Cape Town Might Remain Without Water Due To Consecutive Droughts Caused By Climate Change

The South African city Cape Town is approaching what the scientists call Zero Day. The dramatic moment may occur this April when there will be no water anymore, not even tap water due to severe drought caused by climate change. In order to prevent this crisis, local authorities reduced the recommended daily watering standard from 87 liters to 50 since February but the situation didn’t recover much and the city’s inhabitants might end up with a limitation of water consumption.

For comparison, an average American uses between 300 and 380 liters of water each day. Only a bath consumes 136 liters on average, while a dishwasher uses as much as 23 liters of water.

Cape Town’s Mayor announced that municipal authorities are looking for new sources of water, including sewage recycling, desalination processes, and deep-sea drilling. Even so, these efforts will not postpone Zero Day for too long.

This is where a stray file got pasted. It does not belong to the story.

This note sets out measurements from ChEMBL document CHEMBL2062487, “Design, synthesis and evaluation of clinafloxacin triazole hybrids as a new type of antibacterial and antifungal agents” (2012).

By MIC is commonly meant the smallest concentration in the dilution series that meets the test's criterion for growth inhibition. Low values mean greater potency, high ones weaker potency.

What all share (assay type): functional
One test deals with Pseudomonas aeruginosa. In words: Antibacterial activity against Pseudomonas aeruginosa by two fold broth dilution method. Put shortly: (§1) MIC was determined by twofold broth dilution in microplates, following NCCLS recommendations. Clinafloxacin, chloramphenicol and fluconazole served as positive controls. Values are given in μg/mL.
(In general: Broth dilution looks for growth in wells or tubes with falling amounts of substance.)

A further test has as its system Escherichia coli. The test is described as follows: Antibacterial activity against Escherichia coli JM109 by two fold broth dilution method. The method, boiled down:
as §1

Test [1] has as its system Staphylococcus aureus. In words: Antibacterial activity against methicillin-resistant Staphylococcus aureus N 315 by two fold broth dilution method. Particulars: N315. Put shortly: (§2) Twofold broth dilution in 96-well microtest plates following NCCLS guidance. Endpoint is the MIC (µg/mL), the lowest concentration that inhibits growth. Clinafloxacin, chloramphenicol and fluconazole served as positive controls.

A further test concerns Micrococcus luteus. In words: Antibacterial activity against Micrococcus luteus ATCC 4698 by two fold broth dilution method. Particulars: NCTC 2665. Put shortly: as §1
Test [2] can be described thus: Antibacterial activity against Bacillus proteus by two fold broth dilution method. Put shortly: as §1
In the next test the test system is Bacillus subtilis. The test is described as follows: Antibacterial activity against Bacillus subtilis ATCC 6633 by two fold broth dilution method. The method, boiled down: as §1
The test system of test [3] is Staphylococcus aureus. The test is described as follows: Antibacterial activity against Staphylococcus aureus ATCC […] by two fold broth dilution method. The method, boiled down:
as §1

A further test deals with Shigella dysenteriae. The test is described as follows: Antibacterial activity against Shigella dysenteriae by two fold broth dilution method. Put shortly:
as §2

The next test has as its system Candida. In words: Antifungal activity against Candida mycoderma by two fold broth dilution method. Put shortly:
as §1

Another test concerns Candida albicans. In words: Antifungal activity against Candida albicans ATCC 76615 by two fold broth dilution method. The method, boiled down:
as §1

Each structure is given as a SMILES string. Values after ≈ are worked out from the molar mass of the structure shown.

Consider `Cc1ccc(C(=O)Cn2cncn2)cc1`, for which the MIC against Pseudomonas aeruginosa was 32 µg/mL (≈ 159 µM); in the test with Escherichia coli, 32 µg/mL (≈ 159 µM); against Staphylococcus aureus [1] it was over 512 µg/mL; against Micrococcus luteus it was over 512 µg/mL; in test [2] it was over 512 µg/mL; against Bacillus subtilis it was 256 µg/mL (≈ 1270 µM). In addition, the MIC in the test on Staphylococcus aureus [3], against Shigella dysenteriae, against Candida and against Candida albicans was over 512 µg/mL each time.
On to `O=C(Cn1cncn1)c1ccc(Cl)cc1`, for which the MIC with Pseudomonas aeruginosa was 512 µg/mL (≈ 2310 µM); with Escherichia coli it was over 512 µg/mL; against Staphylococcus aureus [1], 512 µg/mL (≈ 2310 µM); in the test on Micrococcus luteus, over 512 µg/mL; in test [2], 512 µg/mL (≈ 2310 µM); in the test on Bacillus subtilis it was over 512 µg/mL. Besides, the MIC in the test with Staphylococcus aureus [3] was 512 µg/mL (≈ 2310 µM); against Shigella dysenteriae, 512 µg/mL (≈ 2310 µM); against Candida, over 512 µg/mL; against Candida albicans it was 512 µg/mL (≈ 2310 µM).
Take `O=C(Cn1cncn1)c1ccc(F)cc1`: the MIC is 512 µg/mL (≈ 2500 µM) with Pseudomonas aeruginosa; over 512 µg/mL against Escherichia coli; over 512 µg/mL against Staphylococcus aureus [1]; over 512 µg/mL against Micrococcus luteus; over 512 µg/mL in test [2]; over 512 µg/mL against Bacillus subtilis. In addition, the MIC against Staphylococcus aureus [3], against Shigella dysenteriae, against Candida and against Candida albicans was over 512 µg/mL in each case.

South Africa has faced very bad episodes of drought due to climate change

The Cape Town region has experienced three unusual consecutive seasons of drought. In Western Cape, “state of disaster” was declared in May last year.

Government officials have announced that it is the worst drought since 1904 to date.

According to the mayor, just over a third of the four million people of the South African city adhered to the limit of 87 liters of water in the last months.

If an individual who adheres to the new rules decides to take a bath for 10 minutes or so, then he would exceed the 50 liters of water per day limitations, according to simulations made by South African television.

The TV station has calculated that in order to meet the 50-liter limit and to maintain a healthy drinking water amount, a Cape Town citizen would have to take a single two minutes shower, wash all the dishes in a water-filled sink, and wash his hands twice and flush the water to the toilet only once a day.

However, the situation in Cape Town remains almost the same and Zero Day, the day without water due to the severe drought caused by climate change, might come soon.

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